The nanoplague began in Hong Kong and crossed Asia in a matter of hours. Once infected, a child could carry the virus for as much as 36 hours before displaying symptoms. Thus, the virus bypassed many containment and quarantine attempts across Asia and Europe and became a worldwide pandemic in less than a week. Over .01% of the world's population of that age group were infected. Roughly 95% of cases were fatal.
Those who did survive, however, were quite unusually affected by the nanoplague. Those infected by the nanites found their bodies laced with hexite, a "supercarbon" spoke-molecule form of high-strength and superconductive material. Much like a symbiotic organism, the virus restructured and enhanced its host bodies in different ways. Some found themselves turned into living antennas, able to interpret other's electrical brain activity. Others could instinctually access wireless computer systems. Still others could form a sheathe of hexite upon their skin for superhuman strength and durability.
The "cybergeneration", as it came to be known, is a phenomenon unique to this century. Some nations have deported all survivors of the nanoplague, while others (such as the U.S., Angelus, and Australia) welcome them and offer all the benefits of a citizen. Distressingly, these children often find themselves a lonely and freakish drop in the sea of humanity. Some nanotechnology experts have suggested that roughly 375,000 children worldwide compose the cybergeneration, but it is too early to tell what will happen next. Some of the biggest questions remain: will the nanites "breed true" once the cybergeneration starts having kids of their own? What will the cybergeneration's life expectancy be if the nanites can continue to survive and maintain their unusual body chemistry? Will the cybergeneration eventually outnumber normal humans?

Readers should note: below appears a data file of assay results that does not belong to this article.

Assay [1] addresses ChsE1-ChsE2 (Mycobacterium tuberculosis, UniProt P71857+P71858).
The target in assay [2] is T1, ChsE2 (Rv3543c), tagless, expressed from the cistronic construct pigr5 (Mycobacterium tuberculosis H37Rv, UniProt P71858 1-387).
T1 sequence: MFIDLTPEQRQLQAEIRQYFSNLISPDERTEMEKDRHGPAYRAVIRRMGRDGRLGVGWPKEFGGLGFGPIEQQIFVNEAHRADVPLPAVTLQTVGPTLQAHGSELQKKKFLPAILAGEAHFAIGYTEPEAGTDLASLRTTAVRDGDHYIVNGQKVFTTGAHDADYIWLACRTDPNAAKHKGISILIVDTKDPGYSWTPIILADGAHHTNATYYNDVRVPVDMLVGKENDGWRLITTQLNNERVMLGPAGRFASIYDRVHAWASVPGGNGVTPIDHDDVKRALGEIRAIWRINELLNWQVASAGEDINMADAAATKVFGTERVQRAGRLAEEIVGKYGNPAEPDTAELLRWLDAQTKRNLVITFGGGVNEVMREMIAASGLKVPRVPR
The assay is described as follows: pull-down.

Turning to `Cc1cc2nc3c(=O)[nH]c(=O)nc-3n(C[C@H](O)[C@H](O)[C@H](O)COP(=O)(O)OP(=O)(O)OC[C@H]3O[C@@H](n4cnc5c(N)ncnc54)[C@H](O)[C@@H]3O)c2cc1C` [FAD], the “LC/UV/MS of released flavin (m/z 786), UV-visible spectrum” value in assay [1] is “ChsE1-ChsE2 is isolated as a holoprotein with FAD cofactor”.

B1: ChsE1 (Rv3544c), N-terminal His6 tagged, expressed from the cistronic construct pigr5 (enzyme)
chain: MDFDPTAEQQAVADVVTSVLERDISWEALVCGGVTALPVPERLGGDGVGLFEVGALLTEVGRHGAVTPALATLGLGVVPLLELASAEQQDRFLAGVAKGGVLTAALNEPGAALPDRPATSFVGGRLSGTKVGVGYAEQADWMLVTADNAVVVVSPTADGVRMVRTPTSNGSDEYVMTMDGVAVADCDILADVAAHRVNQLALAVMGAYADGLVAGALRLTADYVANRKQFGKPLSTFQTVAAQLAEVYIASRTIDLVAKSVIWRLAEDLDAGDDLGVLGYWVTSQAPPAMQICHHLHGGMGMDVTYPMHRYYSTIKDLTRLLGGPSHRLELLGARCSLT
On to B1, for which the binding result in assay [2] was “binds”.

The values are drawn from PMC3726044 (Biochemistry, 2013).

Other questions abound regarding the virus's origin. Hong Kong and Chinese officials have repeatedly denied any knowledge regarding the nanoplague, despite plentiful evidence that the nanoplague began in that city. Obviously, the nanoplague was some kind of tailored, weaponized nanovirus. Experts have provided many theories, and the most widely accepted school of thought currently indicates that the nanoplague was released on accident. It is most likely that the nanoplague was intended to target a specific portion of the world's population, perhaps even a specific racial or national group. The side effects of the plague upon the cybergeneration children suggests that at some point, the virus either mutated or was re-programmed somehow to give a chance for survival to its victims.
The legacy of the nanoplague will haunt all of mankind for years to come. Those who suffered the loss of a loved one share the pain parents all across the globe who cry over far too many small graves. Those who survive face the challenges of a world that considers them strange at best and monsters at worst.